Eighth spot on the AFL ladder can reflect a side that is in team-building purgatory.
On September 28, 2013, Hawthorn’s Buddy Franklin and Jarryd Roughead played their last game together as teammates.
The duo was part of Hawthorn’s 13-point victory over Fremantle, claiming the premiership in front of over 100,000 fans at the MCG.
They kicked three goals between them.
It has been an eventful five and a half years since that last Saturday in September 2013; their careers taking two different, yet equally brilliant paths.
Shortly after the 2013 premiership, Buddy accepted a mega nine-year, $10 million deal with the Sydney Swans and left his partner in crime, Roughy, and fellow Hawthorn teammates in Melbourne.
They met on the same stage 12 months later, this time on opposing teams, as Hawthorn defeated Sydney in the 2014 grand final.
Roughy and the Hawks did it again in 2015, while in 2016 Buddy and his Swans once again fell at the final hurdle, in a grand final defeat to the Western Bulldogs.
They have both faced their own health challenges.
On the eve of the 2015 final series, Franklin stepped away from football to prioritise his mental health, which he said had been “an issue for a little while”.
Franklin’s mental health issues coincided with Roughy’s cancer diagnoses, which saw him step away from the game for the entire 2016 season.
Despite the challenges faced by the pair, who both turned 32 earlier this year, there has also been plenty of success.
Six premierships, ten All Australians and five Coleman medals between them… just to name a few.
And they are two household names that will be remembered and celebrated for decades to come.
With every new season, the pair face a different fate and different circumstances to navigate through.
2019 has brought a new set of challenges that has left the pair, their fans and the football world questioning where to from here for Buddy and Roughy?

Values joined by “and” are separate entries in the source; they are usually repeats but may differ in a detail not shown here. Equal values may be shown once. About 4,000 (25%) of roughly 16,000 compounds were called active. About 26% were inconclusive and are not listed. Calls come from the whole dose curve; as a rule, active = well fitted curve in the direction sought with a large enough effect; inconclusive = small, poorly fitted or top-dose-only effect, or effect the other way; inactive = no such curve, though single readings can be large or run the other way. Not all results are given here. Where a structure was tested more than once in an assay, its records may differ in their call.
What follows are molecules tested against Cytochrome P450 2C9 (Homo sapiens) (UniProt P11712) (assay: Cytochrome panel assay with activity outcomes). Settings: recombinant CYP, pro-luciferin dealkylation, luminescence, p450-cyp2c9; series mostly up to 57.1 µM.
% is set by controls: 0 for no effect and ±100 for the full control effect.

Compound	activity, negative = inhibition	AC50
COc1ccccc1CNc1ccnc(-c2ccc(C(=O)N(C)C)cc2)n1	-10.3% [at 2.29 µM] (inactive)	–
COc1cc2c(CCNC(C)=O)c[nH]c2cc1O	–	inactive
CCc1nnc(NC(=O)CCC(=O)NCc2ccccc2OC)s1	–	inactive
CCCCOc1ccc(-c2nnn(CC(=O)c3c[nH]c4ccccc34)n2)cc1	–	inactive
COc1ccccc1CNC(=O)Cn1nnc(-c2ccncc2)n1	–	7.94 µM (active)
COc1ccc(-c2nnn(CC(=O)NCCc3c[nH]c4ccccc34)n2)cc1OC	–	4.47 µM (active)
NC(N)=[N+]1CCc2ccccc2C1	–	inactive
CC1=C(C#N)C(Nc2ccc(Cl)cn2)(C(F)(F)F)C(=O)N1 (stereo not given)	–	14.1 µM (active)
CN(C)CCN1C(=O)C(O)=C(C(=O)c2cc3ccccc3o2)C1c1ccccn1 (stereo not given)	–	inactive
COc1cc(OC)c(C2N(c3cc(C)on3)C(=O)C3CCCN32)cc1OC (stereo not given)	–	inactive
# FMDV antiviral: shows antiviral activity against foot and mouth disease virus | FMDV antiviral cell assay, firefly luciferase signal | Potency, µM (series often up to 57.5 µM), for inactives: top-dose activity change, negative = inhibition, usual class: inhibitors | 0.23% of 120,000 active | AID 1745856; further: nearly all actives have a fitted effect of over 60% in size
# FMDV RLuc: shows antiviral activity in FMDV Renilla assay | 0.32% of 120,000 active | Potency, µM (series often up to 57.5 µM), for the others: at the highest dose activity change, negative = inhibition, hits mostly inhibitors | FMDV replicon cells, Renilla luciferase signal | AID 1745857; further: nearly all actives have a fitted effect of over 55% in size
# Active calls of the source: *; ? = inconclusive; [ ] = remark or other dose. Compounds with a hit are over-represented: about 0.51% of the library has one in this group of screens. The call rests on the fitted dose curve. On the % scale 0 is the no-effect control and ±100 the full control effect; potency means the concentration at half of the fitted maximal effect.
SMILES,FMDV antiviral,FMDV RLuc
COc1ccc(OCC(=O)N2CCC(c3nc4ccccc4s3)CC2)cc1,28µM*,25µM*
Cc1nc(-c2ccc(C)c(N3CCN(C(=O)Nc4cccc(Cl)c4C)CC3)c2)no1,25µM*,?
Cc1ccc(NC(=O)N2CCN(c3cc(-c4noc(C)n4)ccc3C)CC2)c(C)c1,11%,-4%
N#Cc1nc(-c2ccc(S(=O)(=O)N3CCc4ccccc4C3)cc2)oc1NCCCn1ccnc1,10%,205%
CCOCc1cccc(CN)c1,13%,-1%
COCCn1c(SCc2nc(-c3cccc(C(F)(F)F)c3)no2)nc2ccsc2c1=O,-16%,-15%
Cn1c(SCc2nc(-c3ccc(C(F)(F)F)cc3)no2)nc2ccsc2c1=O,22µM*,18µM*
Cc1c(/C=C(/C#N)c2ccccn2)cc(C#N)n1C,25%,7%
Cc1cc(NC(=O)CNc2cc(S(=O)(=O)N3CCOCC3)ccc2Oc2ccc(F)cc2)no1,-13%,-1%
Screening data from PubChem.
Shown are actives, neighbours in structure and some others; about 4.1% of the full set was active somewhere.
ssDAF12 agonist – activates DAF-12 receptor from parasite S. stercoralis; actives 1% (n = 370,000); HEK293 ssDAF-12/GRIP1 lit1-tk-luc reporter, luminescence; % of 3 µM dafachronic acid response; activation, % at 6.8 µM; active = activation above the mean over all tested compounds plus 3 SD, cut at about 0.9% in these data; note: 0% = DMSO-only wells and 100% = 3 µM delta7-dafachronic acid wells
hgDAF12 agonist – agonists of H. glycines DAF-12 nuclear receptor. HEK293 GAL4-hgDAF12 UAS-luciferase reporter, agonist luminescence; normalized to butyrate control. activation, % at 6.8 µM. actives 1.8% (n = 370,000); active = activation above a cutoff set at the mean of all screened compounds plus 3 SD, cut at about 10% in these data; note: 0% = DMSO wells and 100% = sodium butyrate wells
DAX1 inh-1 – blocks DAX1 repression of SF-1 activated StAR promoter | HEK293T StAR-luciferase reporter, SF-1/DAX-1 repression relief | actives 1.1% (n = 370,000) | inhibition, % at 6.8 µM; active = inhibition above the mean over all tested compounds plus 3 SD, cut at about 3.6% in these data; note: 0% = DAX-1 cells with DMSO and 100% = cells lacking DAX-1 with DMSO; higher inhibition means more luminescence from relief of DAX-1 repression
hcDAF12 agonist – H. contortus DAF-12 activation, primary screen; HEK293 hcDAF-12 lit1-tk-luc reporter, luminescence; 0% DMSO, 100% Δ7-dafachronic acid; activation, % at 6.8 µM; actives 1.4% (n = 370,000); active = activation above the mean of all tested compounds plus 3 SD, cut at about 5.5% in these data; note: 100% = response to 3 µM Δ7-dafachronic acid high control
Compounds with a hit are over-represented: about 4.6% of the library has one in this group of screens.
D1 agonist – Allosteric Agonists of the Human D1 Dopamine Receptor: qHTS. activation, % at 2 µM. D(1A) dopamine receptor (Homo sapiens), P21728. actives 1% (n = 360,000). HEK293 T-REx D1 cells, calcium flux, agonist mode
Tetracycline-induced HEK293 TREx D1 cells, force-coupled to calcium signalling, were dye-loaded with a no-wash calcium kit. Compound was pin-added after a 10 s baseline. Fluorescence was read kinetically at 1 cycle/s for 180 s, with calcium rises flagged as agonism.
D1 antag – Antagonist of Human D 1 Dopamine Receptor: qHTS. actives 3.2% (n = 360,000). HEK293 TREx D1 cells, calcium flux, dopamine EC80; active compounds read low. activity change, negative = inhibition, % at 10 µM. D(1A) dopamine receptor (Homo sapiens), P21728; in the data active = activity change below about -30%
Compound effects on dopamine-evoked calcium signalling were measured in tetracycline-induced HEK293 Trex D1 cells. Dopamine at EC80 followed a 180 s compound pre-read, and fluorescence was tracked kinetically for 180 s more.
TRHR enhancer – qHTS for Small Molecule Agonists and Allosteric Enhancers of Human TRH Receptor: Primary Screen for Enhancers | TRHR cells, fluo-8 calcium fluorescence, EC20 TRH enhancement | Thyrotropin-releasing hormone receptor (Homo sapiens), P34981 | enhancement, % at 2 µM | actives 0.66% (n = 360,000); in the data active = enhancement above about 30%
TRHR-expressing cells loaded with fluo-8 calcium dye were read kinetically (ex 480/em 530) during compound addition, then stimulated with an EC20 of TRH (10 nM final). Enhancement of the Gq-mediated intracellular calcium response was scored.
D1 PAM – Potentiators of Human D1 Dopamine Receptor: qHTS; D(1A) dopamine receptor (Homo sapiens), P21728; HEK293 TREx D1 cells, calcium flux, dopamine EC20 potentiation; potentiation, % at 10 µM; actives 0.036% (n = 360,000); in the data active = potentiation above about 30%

This issue is not necessarily that of each player, but the clubs themselves.
Each club has enjoyed an era of sustained success that appears to be coming to an end… for now anyway.
For the first time in a very long time, both the Swans and Hawks are facing the very real possibility of a list cleanout and rebuild.
So what does that mean for Buddy and Roughy?
Well, they’ve both been the topic of trade in 2019.
It started with Buddy earlier this year, when Collingwood legend Tony Shaw suggested that the Swans should look to trade the superstar forward to a third club, as he believes the premiership window for both parties is closing.
Then it was Roughy’s turn, with Gold Coast Suns coach Stuart Dew all but confirming his club is trying to lure the former Hawthorn captain up to Queensland.
While it would most likely be in a mentoring role, that doesn’t make it any less a big story. Just ask former Hawthorn teammate turned Brisbane Lions defender Luke Hodge.
The constant commentary and speculation surrounding the two men is all well and good and even somewhat expected due to the media saturation in our game.
But the thing is, both are still key players and contributors to their clubs, even if it is in a different capacity.